Our workshops have themes that range from mushroom identification to implicit bias trainings.

So what about you? Do you have a new year’s resolution? Will 2020 bring a change in your career? Check out our current openings here and submit your application today!




Your Co-op Human Resources Assistant, Emma

Business of the Month – REV Fitness for Women

Hey ladies; are you looking to REV up your fitness routine in 2018? Our Co-op Connection Business of the Month for January is REV Fitness and Certified Trainer/Owner, Michele Butler, offers a unique, refreshing twist on the typical gym routine. Located in a beautiful, sunny, women’s-only studio within Middlebury Fitness, REV Fitness aims to inspire women across Addison County to overcome life’s health challenges, with a particular focus on strength and endurance training for weight loss, bone building,  and heart health. Thanks to the Co-op Connection, Co-op member-owners can enjoy 10% off their enrollment fee and 10% off personal training at REV Fitness!



REV Fitness addresses the unique fitness needs of women, particularly those aged 40+. Their REV workout is designed for optimal calorie burn, bone building and cardiovascular endurance and strength. This 30-minute energizing and uncomplicated circuit routine takes the guesswork out of exercise and helps overcome health challenges for women.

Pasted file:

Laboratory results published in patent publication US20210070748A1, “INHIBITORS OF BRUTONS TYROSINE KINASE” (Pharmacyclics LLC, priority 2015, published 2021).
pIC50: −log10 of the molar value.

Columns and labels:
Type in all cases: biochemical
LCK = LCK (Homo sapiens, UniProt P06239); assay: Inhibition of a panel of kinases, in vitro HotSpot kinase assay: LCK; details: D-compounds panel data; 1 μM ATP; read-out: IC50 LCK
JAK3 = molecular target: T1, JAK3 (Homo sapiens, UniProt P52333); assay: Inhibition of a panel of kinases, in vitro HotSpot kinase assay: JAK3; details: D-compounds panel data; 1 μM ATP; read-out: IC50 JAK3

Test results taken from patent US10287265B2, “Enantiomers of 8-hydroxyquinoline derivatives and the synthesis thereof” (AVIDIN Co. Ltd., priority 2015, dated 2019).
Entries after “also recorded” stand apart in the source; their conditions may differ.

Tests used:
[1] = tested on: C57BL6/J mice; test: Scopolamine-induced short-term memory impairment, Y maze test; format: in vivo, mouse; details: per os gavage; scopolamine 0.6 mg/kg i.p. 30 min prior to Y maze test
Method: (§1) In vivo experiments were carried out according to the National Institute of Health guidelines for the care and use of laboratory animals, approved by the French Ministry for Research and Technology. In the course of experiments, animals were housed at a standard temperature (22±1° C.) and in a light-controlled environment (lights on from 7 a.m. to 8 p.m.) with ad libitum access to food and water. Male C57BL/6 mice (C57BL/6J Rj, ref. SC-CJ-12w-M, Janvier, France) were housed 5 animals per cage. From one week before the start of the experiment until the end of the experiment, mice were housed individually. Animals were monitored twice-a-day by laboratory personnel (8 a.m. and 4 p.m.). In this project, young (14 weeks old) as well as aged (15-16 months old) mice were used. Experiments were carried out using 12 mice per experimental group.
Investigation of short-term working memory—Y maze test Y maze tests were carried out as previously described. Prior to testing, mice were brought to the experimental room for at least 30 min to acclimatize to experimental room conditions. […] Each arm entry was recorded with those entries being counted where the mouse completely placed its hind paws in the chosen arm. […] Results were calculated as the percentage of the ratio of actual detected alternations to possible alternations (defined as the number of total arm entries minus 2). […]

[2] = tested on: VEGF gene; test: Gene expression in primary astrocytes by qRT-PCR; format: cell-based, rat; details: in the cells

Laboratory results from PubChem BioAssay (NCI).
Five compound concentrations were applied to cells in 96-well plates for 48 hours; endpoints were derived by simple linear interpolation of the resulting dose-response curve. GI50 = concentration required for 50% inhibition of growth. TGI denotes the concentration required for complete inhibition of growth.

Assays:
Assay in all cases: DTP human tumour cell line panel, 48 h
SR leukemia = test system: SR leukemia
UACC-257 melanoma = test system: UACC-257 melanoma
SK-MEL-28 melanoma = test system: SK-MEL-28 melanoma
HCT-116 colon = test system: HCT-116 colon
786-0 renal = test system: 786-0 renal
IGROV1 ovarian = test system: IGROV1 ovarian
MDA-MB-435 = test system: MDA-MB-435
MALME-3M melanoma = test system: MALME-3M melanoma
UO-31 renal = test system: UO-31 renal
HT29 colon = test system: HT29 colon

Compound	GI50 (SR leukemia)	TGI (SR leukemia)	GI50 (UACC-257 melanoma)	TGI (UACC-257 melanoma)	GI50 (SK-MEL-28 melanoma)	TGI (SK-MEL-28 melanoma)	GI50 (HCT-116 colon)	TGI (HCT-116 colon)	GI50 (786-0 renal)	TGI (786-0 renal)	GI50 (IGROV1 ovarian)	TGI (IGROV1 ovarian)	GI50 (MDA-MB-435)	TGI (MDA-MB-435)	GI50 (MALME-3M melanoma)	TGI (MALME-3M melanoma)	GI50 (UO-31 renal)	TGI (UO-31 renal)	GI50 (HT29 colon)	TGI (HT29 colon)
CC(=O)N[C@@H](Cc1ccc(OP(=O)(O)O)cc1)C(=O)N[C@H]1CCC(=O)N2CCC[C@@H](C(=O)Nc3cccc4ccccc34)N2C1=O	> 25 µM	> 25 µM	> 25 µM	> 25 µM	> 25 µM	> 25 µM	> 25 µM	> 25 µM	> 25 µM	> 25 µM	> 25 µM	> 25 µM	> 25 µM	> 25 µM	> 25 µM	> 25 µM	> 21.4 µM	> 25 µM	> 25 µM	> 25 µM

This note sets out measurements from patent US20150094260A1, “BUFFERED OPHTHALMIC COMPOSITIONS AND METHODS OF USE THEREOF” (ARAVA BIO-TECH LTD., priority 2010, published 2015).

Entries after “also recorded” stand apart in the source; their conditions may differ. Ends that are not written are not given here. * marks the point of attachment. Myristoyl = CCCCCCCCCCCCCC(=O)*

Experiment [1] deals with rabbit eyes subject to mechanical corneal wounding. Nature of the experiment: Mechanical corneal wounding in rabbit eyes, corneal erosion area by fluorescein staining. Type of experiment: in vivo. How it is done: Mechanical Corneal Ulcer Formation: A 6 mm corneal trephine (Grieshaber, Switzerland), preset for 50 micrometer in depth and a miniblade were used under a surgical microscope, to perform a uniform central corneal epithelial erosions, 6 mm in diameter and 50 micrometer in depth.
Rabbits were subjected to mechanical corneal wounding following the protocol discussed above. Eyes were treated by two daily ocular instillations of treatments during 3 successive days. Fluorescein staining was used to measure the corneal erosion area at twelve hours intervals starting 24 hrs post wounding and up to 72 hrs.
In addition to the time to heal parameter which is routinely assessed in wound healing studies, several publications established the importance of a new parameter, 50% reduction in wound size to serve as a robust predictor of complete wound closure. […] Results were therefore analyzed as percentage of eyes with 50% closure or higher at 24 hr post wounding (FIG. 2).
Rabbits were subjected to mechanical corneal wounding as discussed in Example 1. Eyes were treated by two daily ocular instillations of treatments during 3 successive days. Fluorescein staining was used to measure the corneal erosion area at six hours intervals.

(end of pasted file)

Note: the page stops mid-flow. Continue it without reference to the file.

What is REV Fitness?

  • A workout routine for women designed for optimal calorie burn and weight loss
  • Strength training to improve bone density & increase metabolism
  • Cardiovascular endurance to improve balance & to reduce the risk of heart disease

A recent visit to this bright, beautiful studio and a great chat with Certified Trainer/Owner, Michele Butler, made it clear why so many women are excited about this unique program. Michele’s passion, knowledge, and enthusiasm are positively contagious. She has a Bachelor of Science degree from Springfield College and has been a personal fitness trainer certified by the American College of Sports Medicine for 20 years. Her personal fitness philosophy includes:

  • Discovering your “why”. What motivates, what makes the effort rewarding?
  • Finding something active that you like to do – and doing it frequently
  • Recognizing that there is only now, do your best now
  • Enjoying the journey, acknowledging success and happiness along the way